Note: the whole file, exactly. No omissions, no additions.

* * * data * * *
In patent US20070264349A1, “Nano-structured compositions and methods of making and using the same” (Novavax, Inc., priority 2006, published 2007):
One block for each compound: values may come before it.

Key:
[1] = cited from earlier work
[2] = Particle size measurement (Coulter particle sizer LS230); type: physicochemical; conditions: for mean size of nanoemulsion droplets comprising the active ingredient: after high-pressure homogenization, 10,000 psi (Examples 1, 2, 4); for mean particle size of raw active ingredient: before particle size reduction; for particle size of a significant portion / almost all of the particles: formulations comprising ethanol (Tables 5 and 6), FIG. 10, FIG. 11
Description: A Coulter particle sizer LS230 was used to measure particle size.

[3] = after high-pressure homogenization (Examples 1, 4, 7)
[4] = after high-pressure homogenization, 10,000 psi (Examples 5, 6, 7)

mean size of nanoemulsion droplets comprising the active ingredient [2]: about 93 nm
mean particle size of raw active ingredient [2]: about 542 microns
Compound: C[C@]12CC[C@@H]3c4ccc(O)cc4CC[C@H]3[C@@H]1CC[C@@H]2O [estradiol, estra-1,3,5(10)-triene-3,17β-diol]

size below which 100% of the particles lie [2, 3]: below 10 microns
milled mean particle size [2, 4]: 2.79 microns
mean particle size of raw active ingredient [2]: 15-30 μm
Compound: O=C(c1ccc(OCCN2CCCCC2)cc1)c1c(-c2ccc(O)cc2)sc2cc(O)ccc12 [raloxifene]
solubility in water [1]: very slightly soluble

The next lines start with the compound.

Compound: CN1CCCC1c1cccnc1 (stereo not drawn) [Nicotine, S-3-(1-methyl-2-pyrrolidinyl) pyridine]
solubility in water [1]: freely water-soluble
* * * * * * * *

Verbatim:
In patent US20070264349A1, “Nano-structured compositions and methods of making and using the same” (Novavax, Inc., priority 2006, published 2007):
One block for each compound: values may come before it.

Key:
[1] = cited from earlier work
[2] = Particle size measurement (Coulter particle sizer LS230); type: physicochemical; conditions: for mean size of nanoemulsion droplets comprising the active ingredient: after high-pressure homogenization, 10,000 psi (Examples 1, 2, 4); for mean particle size of raw active ingredient: before particle size reduction; for particle size of a significant portion / almost all of the particles: formulations comprising ethanol (Tables 5 and 6), FIG. 10, FIG. 11
Description: A Coulter particle sizer LS230 was used to measure particle size.

[3] = after high-pressure homogenization (Examples 1, 4, 7)
[4] = after high-pressure homogenization, 10,000 psi (Examples 5, 6, 7)

mean size of nanoemulsion droplets comprising the active ingredient [2]: about 93 nm
mean particle size of raw active ingredient [2]: about 542 microns
Compound: C[C@]12CC[C@@H]3c4ccc(O)cc4CC[C@H]3[C@@H]1CC[C@@H]2O [estradiol, estra-1,3,5(10)-triene-3,17β-diol]

size below which 100% of the particles lie [2, 3]: below 10 microns
milled mean particle size [2, 4]: 2.79 microns
mean particle size of raw active ingredient [2]: 15-30 μm
Compound: O=C(c1ccc(OCCN2CCCCC2)cc1)c1c(-c2ccc(O)cc2)sc2cc(O)ccc12 [raloxifene]
solubility in water [1]: very slightly soluble

The next lines start with the compound.

Compound: CN1CCCC1c1cccnc1 (stereo not drawn) [Nicotine, S-3-(1-methyl-2-pyrrolidinyl) pyridine]
solubility in water [1]: freely water-soluble